What Do You Want to be When You Grow Up?

By Beth Gard Beth Gard is wife to Alan and mom to Gabe, Alijah, and Dalaney and leads Medical Outreach for the Down Syndrome Alliance of the Midlands. She is also Alan Gard’s caddie as he completes the Hundred Hole Hike to benefit LuMind RDS Foundation and Down syndrome cognition research. Beth_Alijah Gard

What do you want to be when you grow up?  We have all been asked this question. We’re asked it as soon as we can speak and that’s usually as a toddler. And of course a toddler has an answer for that question!   This question is easy for our oldest son, Gabe. Since he could talk he has wanted to be a train engineer. He’s been obsessed with trains since he was a baby and right now he is equally obsessed with Legos.  Alan and I joke that he is our master builder train engineer. Alijah is starting to say words now (that’s very exciting for all of us). He can’t tell us yet what he wants to be, but based on his interests he wants to drive a backhoe loader or be a ball player. When you ask Gabe “whom” he wants to be when he grows up, he wants to be a dad. I assume that’s because he has an excellent role model for a dad. I wonder “whom” Alijah will want to be when he grows up…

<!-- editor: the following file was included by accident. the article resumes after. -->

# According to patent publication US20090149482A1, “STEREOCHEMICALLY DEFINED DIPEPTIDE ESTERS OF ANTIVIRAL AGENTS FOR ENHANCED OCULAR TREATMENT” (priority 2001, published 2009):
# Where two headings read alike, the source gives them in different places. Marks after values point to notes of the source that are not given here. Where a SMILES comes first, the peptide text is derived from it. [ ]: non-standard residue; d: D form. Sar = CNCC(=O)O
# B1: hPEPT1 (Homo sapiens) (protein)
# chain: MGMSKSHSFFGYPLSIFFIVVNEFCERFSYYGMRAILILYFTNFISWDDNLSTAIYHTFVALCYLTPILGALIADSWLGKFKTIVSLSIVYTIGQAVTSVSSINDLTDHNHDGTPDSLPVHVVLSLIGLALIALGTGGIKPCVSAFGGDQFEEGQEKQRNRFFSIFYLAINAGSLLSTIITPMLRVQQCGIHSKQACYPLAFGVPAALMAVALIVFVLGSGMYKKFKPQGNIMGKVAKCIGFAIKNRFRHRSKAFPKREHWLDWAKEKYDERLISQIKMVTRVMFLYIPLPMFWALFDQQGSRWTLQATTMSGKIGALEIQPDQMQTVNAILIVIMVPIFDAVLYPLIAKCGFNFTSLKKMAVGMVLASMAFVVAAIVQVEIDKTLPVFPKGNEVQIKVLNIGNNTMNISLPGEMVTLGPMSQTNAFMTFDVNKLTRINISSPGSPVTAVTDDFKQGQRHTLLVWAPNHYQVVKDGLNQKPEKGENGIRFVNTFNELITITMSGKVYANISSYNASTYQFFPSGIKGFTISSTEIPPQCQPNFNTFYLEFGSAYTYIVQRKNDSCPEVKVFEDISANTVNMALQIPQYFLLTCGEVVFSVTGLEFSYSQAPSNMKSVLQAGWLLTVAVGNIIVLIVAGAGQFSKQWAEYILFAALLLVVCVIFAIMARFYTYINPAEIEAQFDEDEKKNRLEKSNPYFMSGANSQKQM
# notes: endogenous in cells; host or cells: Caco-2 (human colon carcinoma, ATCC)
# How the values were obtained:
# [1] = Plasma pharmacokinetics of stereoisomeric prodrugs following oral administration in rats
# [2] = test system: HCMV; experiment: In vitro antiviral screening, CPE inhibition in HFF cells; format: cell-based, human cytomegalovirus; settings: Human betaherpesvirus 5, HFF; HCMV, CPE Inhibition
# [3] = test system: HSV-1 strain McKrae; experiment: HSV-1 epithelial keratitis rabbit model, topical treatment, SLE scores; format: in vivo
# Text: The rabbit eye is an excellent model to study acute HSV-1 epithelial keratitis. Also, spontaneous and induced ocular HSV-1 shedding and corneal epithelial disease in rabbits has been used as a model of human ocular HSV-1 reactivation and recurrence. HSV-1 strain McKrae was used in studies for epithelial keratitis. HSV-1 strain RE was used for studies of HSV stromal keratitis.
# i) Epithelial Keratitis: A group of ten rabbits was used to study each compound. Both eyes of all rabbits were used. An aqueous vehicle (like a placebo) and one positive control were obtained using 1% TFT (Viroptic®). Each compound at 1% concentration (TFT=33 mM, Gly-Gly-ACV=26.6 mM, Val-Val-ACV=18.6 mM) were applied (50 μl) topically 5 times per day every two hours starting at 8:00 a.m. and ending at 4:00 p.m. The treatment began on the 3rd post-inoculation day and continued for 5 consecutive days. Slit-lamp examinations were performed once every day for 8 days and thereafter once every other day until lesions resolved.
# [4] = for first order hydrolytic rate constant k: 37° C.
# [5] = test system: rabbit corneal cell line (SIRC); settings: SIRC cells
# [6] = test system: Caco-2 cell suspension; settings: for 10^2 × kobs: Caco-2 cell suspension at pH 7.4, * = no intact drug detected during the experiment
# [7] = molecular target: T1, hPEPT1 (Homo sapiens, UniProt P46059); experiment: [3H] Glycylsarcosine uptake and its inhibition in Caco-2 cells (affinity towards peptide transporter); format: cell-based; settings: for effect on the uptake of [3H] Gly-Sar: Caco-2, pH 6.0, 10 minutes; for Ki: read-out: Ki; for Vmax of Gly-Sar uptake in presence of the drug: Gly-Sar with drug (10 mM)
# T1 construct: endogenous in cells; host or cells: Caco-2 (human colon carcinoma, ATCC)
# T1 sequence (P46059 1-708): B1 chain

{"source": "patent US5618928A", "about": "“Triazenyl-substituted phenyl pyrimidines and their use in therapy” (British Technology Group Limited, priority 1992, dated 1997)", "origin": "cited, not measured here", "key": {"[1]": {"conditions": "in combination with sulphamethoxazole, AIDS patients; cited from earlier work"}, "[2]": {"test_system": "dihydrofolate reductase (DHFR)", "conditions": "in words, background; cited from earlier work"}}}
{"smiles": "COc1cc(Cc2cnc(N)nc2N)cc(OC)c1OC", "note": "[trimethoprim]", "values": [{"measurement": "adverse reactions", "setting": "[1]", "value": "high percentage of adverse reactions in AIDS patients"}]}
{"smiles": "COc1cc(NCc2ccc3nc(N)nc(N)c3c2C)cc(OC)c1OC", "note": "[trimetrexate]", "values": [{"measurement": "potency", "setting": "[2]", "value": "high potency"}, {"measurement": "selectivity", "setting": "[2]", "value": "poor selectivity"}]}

As a parent of a child with special needs it’s hard not to think about your child’s future. When we first found out that Alijah had Down syndrome we were worried about everything, but we were particularly concerned about his future. From day one we were committed to giving him everything he needed and to make sure we had the same expectations for him that we had for Gabe. We want him to go to school, to go to college, to fall in love and most of all to lead a fulfilling life. But, for all of these milestones to occur for Alijah we need to advocate for him in all areas of his life. I do tend to focus on Alijah’s future probably more than I do on my other children’s futures. Since Alijah was three months old my main concern has been about school. Anyone close to me will tell you that I feel extreme stress when I think about school. It doesn’t matter if it is preschool or elementary school. I feel sick at times trying to make sure that we make the right decisions for Alijah. But in April, I attended one of our local Down syndrome organizations’ educational presentations by Dr. William Mobley, a neuroscientist from the University of California San Diego, a LuMind RDS funded researcher. Dr. Mobley came to speak to us about the links between Down syndrome and Alzheimer’s disease. He began by providing evidence that the brains of people with DS don’t function like those of typical people. This information wasn’t surprising since I see this everyday when Alijah is processing information or responds to requests and directions. Dr. Mobley also provided us with the evidence that the plaques that are characteristic of Alzheimer’s begin to develop at age 40 in individuals with DS. I also knew this, however, hearing it and seeing the data hit me hard. Maybe it was because I was a month away from turning 41. Maybe it was because it was a long day with Alijah and Dalaney (as most days are right now). Maybe it was a combination of a lot of things. I thought, “I’m 40 and for the most part I still feel like I am in my 20s.  I tend to forget things from time to time, but who doesn’t?” Alijah Gard Beth Gard Alan Gard Hundred Hole Hike Down syndrome researchI started to wonder what Alijah will feel like when he is my age. What will his cognitive level be at 40?  And then the thoughts and scenarios started to snowball as they tend to do when something negative pops into my head. Then I started to think about who is going to take care of Alijah when he starts to experience this decline?  God willing, I’ll still be on earth, however I will also be nearing 80. I discussed this with a friend and she joked we would both be in the old folks home, demented together.  I laughed because I saw some humor in it (sometimes you just have to find the humor in even the most sad situations). Unfortunately, despite the jokes and lightheartedness that can be made of situations, this could happen. These thoughts have never occurred to me when I think about Gabe and our youngest child, Dalaney, when they reach 40.  I assume Gabe and Dalaney will be in the prime of their lives established in their careers, possibly married and/or raising children, hopefully happy and healthy. I wish sometimes these thoughts about Alijah would never come to me. I wish I had blinders on to the reality of what life could be for Alijah as things stand now.  I don’t want to imagine my son who is smart, fun, stubborn and nothing short of happy even when he is having what is his worst day not living a fulfilling life once he reaches middle age. The need for cognition research in individuals with DS is so important, not only to help improve their memory and learning ability while they are young, but also to develop drugs to help delay or even cure Alzheimer’s. Even though DS is one of the most common genetic conditions, it is one of the least funded for research. Organizations such as LuMind RDS and others are paving the way to raise funds for research and awareness that DS research is not only a necessity for the DS population, but the general population as well. As Alan embarks on his third hike I hope that you will consider donating to his team in the Hundred Hole Hike or perhaps start your own team and raise funds for research. Our cause isn’t just about raising awareness it’s about advocating for people with DS to make sure that research is being done to improve their cognitive quality of life. I look forward to the possibilities that cognitive research advances can offer to Alijah and others with DS to help them achieve their goals and to lead fulfilling lives. I am anxious to hear what Alijah wants to be when he grows up and helping him live out his dreams!